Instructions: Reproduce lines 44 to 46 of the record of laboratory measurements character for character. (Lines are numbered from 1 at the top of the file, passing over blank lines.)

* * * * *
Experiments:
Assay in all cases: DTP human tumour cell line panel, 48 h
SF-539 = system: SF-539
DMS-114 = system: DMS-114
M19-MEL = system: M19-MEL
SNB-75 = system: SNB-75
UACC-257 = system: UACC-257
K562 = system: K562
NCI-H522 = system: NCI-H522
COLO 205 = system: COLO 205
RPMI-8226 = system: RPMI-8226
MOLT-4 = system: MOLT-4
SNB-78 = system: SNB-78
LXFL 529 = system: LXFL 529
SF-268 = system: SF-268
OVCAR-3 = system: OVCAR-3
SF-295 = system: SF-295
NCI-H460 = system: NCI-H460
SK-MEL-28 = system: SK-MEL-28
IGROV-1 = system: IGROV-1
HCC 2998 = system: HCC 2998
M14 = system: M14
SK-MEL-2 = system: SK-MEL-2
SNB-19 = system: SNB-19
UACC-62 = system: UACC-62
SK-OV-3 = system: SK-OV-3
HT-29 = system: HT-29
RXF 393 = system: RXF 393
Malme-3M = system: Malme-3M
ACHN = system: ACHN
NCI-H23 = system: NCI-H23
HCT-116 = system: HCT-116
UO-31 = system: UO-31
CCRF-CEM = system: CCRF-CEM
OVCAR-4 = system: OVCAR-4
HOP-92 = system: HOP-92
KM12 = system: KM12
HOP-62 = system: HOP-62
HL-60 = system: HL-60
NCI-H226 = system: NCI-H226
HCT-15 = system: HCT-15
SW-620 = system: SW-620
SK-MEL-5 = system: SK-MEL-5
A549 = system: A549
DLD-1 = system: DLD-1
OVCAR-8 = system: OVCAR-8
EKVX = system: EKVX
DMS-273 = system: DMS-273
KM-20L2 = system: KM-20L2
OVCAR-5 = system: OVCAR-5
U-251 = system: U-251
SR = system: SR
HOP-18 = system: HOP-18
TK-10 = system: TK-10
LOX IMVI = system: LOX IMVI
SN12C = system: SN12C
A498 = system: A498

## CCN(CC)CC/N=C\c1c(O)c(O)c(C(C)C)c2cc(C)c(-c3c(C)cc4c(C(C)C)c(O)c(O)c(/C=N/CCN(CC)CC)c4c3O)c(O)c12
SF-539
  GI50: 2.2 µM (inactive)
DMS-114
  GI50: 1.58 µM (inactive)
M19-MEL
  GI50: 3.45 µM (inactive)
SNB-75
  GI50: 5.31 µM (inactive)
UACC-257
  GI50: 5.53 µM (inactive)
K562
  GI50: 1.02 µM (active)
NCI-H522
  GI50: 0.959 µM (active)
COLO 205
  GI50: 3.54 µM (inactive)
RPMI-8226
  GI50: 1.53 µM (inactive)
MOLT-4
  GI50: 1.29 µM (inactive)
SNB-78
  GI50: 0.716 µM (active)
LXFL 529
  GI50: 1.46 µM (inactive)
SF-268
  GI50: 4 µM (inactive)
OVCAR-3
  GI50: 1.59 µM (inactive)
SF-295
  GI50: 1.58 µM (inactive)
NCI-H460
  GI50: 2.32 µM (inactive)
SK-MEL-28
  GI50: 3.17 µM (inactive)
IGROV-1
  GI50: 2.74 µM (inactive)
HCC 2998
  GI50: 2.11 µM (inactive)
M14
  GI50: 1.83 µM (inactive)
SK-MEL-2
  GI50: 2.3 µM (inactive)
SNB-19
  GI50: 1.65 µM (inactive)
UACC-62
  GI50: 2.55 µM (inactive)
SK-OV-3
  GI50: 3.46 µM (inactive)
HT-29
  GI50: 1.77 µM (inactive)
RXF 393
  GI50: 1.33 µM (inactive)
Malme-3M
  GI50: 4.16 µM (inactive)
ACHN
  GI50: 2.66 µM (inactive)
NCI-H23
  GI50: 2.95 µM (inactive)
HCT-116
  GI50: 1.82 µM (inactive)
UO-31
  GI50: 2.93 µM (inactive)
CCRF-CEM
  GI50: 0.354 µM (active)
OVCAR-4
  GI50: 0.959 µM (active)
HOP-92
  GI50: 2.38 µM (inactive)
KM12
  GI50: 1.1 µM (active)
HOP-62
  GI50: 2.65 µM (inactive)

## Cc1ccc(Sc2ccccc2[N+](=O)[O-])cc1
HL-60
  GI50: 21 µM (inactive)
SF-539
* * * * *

A549 = system: A549
DLD-1 = system: DLD-1
OVCAR-8 = system: OVCAR-8